Investigate Education Options for My At-Risk Teen
If your teen is struggling in school or at risk of quitting altogether, a different school or educational option might keep him or her engaged and on course to graduation.
Here’s how to go about finding those options:
Make an appointment to talk to my teen's high school counselor.
The counselor should be aware of specific programs and options that might be a good fit for your teen. Bring a list of questions. Ask this person about:
Tech prep programs. These hands-on technical courses in trades like auto mechanics and print production may be offered at the high school, or at a nearby college. This is an excellent option for kids who learn by doing. It also gives a student a foundation in a marketable skill.
Career academy. These are small schools-within-a-school that are usually located in the high school and that train students in real-world skills.
Alternative school. Every district has these small, separate high schools for at-risk kids. They offer a high level of personal attention, and they focus on keeping kids engaged with their education.
Research local educational options online.
Research local educational options online. The Internet is a powerful tool to learn about educational options and even to uncover local resources. Here are some categories of online schools to research:
Magnet schools. Originally formed to support desegregation efforts, magnet schools still seek to attract a diverse student body, but they may also focus on a specific educational theme, such as the arts or the environment. (See EduGuide’s article about an exemplary magnet school in Detroit "Urban Magnet School Combines Technology with High School Academics")
Charter schools. Are often formed by parents or educators who may be seeking a different educational model. As such, they operate more independently and may have more flexibility than other types of schools. Many school districts list their charter schools on their websites, or you can search for schools anywhere in the country at the U.S. Department of Education’s school search Web site.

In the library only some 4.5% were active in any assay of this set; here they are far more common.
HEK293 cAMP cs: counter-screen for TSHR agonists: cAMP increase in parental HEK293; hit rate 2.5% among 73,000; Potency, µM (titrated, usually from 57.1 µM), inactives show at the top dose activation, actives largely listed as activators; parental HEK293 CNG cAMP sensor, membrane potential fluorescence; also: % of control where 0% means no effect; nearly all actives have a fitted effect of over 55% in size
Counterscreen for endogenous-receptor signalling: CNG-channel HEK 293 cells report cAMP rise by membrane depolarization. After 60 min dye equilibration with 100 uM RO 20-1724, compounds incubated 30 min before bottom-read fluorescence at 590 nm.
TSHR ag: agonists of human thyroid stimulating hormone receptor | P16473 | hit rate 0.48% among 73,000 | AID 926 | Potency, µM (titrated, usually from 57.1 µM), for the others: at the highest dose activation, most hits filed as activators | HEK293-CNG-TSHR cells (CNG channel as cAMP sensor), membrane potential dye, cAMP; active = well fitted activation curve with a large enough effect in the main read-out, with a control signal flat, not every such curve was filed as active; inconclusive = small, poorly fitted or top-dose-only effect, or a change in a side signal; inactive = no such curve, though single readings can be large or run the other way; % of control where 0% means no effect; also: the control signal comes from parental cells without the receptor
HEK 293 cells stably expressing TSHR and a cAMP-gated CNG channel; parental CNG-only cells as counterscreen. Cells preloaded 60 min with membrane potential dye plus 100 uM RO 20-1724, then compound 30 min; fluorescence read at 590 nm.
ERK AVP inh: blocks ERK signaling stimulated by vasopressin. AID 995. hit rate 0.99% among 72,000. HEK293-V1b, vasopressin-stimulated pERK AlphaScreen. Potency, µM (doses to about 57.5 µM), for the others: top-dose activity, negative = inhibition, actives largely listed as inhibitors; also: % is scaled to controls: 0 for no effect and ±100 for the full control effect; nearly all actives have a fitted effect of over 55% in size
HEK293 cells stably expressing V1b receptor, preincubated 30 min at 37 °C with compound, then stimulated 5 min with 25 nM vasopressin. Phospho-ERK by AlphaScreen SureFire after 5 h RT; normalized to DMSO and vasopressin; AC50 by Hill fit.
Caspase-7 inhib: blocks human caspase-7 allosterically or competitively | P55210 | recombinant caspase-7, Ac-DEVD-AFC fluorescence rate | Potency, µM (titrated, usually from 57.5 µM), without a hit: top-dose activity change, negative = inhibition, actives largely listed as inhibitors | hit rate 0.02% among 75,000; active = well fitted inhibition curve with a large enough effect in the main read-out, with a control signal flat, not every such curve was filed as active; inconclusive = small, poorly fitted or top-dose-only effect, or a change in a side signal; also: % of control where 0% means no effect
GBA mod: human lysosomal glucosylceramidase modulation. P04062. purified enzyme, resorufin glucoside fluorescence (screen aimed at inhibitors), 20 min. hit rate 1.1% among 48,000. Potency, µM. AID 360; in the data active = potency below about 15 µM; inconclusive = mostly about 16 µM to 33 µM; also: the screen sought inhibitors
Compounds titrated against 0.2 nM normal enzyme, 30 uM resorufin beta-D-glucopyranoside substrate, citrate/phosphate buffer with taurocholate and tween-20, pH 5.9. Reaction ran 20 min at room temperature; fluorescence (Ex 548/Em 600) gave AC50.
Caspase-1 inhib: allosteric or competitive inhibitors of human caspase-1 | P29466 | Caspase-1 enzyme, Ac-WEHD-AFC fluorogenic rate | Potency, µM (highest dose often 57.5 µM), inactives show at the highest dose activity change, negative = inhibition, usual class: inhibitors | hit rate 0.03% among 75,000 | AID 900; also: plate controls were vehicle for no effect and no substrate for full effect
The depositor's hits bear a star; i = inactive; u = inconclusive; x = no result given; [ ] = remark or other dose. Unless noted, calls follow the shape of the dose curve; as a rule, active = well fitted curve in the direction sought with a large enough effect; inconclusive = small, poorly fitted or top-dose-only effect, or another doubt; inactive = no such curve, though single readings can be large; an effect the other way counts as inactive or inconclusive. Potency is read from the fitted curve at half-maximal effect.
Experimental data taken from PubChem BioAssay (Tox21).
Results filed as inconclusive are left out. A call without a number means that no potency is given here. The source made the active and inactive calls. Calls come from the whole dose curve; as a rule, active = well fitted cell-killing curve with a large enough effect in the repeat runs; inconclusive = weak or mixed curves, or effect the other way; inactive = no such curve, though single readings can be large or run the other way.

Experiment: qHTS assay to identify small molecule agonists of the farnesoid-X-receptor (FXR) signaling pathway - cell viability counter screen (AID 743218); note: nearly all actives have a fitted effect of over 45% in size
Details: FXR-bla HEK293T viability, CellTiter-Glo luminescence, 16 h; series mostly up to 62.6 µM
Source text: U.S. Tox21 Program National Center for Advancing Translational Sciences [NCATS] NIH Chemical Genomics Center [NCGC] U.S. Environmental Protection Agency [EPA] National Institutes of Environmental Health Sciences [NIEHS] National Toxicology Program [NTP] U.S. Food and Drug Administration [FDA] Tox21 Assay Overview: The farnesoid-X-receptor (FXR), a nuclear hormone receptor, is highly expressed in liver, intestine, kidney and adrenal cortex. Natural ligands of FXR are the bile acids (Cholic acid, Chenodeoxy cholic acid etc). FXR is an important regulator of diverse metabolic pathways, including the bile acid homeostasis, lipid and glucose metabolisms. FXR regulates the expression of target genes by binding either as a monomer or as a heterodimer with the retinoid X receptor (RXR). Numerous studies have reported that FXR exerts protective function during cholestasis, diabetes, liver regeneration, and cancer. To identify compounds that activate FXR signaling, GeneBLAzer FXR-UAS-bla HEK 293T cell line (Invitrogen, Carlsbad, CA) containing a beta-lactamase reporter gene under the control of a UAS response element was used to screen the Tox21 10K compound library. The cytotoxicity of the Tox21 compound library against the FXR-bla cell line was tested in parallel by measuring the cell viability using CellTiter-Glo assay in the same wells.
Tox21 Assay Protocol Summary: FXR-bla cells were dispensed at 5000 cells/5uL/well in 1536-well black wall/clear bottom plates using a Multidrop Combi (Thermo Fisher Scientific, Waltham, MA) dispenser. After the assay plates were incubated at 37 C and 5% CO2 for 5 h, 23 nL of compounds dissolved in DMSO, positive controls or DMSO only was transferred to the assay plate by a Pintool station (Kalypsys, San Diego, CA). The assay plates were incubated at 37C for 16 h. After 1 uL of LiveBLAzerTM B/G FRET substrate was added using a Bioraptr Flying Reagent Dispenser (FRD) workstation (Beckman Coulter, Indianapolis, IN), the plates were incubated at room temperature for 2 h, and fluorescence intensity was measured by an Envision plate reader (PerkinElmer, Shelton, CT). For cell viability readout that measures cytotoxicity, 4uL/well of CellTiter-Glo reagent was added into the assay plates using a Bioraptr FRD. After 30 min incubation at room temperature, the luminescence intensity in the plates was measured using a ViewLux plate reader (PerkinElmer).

GED programs. The GED (General Educational Development) test is a series of five exams that test for the basic knowledge a high school graduate should have. A student who passes the GED tests is awarded the equivalent of a high school diploma. High school counselors should have information about test sites as well as classes or workshops to prepare for the test. Or visit the official site of the American Council on Education for information about the GED.
Search Tips: If you’re having trouble finding the information you want online, try “laddering,” or making your search either more general or more focused. Instead of entering “charter schools,” add your city to the search term. Or, click on the additional search terms that Google suggests at the bottom of its search results pages. Keep track of the best websites by bookmarking them or adding them to your favorites.
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